It’s a grey Sunday afternoon at a festival. You’re sitting with your mates waiting for the main attraction, drinking just enough to take the edge off your hangover. You’ve been bored by several Travis-a-likes and their dreary drone, and then Ray Davies comes on, confident and cheerful, and plays some songs you know well and some that are kind of familiar, putting on funny accents for Dedicated Follower of Fashion and Lola, and it’s just what you want to hear.
You’re pleasantly uplifted. The sun shows signs of coming out. You’re singing along, maybe you’re even swaying a bit. You’re not about to leap to your feet and start waving your hands in the air and screaming, but it’s really very pleasant. This pleasant territory is where you’re likely to come acros the 747s debut album.
Their mixed history and broad backgrounds (four countries of origin, and an enthusiasm for everything from punk to funk to musicals) meant that their early releases jumped styles. Out of this mix they’ve produced an album which has several distinct sections to it, which progressively improves as it goes on.
Listening to current single, Death of a Star, I wondered if its smooth harmonies and moments of explosive guitar playing would be typical of the new album. It’s certainly a more commercial sound than the wired up jerkiness of earlier material like Anxiety, or their stabs at reggae.
The first three tracks offer pretty standard indie-pop, confirming a concerted, more commercial direction. Then we pass onto songs like Leave Your Job Today! and Nature’s Alibi, which tap into that vein of cod-Englishness so loved by The Kinks and The Small Faces, and continued by Blur in the Britpop explosion – The Feeling seem to be its latest exponents.
Whatever the subject, the songs sound happy. There’s lots of plinky-plonky piano and clumsy drumming, with the kind of production that makes them sound as though they were recorded years ago.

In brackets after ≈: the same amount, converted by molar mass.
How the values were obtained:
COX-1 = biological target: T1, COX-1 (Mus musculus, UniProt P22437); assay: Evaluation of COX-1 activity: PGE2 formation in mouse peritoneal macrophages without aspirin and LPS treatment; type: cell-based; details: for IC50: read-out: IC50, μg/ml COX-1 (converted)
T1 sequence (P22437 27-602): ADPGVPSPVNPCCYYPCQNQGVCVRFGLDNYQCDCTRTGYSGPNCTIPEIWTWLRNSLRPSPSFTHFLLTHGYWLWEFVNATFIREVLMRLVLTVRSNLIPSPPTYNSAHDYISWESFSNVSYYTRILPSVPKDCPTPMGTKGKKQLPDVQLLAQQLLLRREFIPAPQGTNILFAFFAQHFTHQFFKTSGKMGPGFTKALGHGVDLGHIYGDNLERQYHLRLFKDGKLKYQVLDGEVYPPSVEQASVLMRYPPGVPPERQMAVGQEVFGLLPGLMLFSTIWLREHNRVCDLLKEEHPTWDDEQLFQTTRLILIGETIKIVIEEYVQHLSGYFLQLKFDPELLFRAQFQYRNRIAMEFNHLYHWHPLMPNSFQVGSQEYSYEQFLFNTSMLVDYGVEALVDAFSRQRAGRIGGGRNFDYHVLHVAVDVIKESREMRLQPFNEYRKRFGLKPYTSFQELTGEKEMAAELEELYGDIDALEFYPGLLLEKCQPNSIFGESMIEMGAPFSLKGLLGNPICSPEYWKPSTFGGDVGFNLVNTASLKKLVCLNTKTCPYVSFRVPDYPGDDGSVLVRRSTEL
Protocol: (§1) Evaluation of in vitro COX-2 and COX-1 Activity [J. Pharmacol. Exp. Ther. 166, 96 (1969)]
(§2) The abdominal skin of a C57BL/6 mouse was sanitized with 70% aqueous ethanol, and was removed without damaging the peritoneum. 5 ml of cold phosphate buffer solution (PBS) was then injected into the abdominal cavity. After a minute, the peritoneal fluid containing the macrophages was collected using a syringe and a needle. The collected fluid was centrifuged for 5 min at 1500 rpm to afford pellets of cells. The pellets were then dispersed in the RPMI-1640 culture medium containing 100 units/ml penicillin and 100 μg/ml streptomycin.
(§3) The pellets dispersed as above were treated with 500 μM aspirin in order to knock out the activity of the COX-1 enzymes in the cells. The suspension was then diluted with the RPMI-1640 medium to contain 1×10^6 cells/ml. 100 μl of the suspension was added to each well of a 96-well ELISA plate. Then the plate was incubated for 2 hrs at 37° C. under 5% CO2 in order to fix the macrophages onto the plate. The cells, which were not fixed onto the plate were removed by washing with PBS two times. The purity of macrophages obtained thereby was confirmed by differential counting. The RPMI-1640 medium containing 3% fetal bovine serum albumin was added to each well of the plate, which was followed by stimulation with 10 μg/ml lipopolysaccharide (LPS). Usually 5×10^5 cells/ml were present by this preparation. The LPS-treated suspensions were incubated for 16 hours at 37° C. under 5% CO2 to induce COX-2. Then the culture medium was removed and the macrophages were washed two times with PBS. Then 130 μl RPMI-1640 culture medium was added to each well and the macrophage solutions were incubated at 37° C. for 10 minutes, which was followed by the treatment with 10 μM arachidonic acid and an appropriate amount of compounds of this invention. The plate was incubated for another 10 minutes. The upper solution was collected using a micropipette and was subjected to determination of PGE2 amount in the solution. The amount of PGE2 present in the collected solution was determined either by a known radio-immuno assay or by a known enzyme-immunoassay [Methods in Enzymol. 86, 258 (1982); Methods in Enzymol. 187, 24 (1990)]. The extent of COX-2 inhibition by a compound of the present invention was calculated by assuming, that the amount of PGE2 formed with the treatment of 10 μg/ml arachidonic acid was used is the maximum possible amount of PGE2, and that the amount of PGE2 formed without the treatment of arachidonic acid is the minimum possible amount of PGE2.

Then the spiky sound of Anxiety’s guitar starts up, and you’re into the final third, a grab bag of styles and approaches. Perhaps it’s just their gift for close harmonies, but by this time the 747s were reminding me of Queen circa Night At The Opera: quirky, playful, occasionally bombastic, producing big riffs and big tunes and then switching to almost comic numbers.
Their main problem is they don’t have Freddie Mercury’s vocals to rely on, with frontman Oisin Leech still at the stage common to many young performers where he’s more concerned with sounding pleasant rather than exploring his voice as an instrument.
Nor have they really gotten to grips with songwriting yet. Hopefully it will come, but for now their musicianship far outweighs their ability to write lyrics that are worthy of their rather good tunes. You can get away with it for a couple of punchy, repetitive singles, but the lack shows in an album with 14 tracks. Too often ideas are dull and poorly expressed.
The more you listen, the more your attention goes beyond the lyrics and begins to pick out the interesting phrases in the music, little echoes of this and that, clever changes of pace and intensity, and the more you find yourself liking Zampano.